Jesse Winchester is Nothin but Wonderful @ Nashville’s Belcourt; Man of Many Songs, A True Voice Shines
The Belcourt Theater
17 November 2010
There is no one more charming than Jesse Winchester. Nor gracious, romantic or wry. With a soft singing tone that’s as pillowy as the world’s softest down bed, an intoxicating drawl and his seamless way of playing that lone acoustic guitar he brings onstage, he exudes a warmth that draws the audience closer to.
Not that the 66-year old guitarist/songwriter is about pyrotechnics or massive decibels. Instead he conjures moods, moments, pictures with an effortless eye to detail and an emotional charge that leaves his heart on his songs. And what a heart it is: “Eulalie” and “That’s What Makes You Strong” are tender treatments of love in its devotion, a thing to be desired and cherished above all.
Even – or especially – there is the fidelity of a daughter’s presence that lights up “It Takes A Young Girl,” a song that holds close the things dearest to the slow talking Winchester. He is not afraid to love, to embrace, to exude a certain intimacy that would be impossible for too many men.
Don’t think the Memphis-born, Canadian-expat (by way of escaping the Viet Nam draft) songwriter is a sop. His wit and lyric play bounce like a quarter on a snare drum: high, tight and clear. “Just Like New” celebrates Elvis Presley’s beloved Cadillacs, while “Gentlemen of Leisure” has a drawling percussive hazz bed to the articulation of the life a man of Mr Winchester’s means deserves.
“It’s A Shame About Him,” a song for his sister, was a truculent bit of high social Southern whispers about a failed son, a marriage embarked up, worn down and then falling apart – and delivered in perfect conversation cadence. Say what you will about whatever’s good, it always refrains around to the sadly whispered tsk-tsk admonition “It’s a shame about him…”
That common touch for life in tiny moments that prove to be big anchors is what ensconces Winchester in the pantheon of great American writers with a strong vein of regional color a la John Prine, Guy Clark, Jackson Browne and James Taylor. He captures the South in colloquialisms, environmental specifics and manners – evoking the gentility that covers the parochialism.
Yet to hear a song like “Nothing But A Breeze” is to drift to a sweeter, more humid place that might not be paradise, but it sure sounds like it. Ditto “Bowling Green,” a song that distills the best aspects of the Bluegrass State until there’s nowhere you’d rather be.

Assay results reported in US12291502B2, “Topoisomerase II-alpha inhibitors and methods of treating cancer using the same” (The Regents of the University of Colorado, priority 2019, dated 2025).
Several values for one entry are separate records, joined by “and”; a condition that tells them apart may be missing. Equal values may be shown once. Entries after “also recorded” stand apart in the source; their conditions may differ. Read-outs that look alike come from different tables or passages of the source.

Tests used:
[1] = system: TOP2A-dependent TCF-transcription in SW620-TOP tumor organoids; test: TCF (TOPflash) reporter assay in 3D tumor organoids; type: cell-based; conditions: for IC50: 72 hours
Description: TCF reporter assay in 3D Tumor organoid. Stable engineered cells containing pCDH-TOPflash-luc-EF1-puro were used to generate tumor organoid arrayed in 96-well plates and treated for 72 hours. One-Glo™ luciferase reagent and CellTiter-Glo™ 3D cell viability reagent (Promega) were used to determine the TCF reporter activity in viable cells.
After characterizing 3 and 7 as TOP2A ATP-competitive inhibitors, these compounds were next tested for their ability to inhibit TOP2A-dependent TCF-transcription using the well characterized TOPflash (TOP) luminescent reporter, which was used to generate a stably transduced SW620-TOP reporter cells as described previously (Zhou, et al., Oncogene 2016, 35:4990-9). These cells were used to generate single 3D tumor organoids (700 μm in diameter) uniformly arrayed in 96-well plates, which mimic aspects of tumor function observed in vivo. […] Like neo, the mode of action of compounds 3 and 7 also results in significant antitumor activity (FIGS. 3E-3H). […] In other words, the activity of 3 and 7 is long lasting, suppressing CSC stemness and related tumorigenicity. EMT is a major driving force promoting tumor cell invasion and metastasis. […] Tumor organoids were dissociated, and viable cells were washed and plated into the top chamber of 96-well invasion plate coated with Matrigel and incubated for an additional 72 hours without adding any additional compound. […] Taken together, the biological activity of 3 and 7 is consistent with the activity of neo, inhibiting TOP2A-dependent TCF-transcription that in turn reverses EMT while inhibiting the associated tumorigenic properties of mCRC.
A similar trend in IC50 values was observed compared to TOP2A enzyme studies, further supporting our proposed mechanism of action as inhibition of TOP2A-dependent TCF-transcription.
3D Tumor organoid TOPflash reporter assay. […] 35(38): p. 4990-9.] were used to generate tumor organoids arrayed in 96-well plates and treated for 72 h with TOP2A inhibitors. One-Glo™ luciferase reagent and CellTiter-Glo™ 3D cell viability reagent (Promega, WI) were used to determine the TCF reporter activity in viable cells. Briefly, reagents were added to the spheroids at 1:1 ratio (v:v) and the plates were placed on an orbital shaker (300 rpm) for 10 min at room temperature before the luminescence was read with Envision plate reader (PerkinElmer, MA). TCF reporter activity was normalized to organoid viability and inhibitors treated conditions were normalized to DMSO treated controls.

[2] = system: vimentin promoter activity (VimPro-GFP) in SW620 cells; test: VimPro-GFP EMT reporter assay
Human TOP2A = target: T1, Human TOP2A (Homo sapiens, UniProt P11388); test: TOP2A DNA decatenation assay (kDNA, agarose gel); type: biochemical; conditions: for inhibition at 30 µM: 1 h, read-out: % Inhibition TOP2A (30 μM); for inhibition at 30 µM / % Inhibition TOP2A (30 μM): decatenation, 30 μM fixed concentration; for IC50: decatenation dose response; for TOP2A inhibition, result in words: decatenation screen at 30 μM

Even the elegiac “Showman’s Life,” which is an austere look at what the traveling world of making music really looks like, is given a golden glow that affords dignity in the desolation. “Nobody told you about this part,” he cautions in a voice that penetrates like good bourbon and honey, creating a lulling KO punch about the universal emptiness beyond the footlights.
It is that gentleness that marks Winchester, beyond his rambling way with a tale – drolly evoking the family’s ties to Robert E. Lee, explaining how minimal his role and maximum his joy at the arrival of his this grandson or suggesting he forgo the traditional beg-for-an-encore exercise in the name of maintaining the music’s momentum.
“Can’t Stand Up All Alone,” the gospel song he’s been raising audience’s with for decades, remains an a cappella jewel. Encouraging the audience to clap and sing, not only does Winchester lean on the Lord’s assistance in the lyric, he takes breaks in the song to lock, pop, break dance, do the robot and other unnamed wiggly moves that defy description with such euphoria you can’t be embarrassed for him.
Indeed, his jubilation set the entire Belcourt Theatre free to romp, stomp, whoop and holler. Low tech, but making his guitar unravel melodies and provide the canvas for 100 minutes of his best loved songs, Jesse Winchester knows the core of the show comes from the heart – and starting there, he evoked the familiarity that creates a sense of community.
As his song “Defying Gravity” suggests, there is a weightlessness that comes from letting go of the heavy stuff and floating. This night, Winchester drifted through the room sprinkling joy, amour and enough picture postcards of places you’d wanna be to offer an alternative reality without moving from your old fashioned theater seat.
— Holly Gleason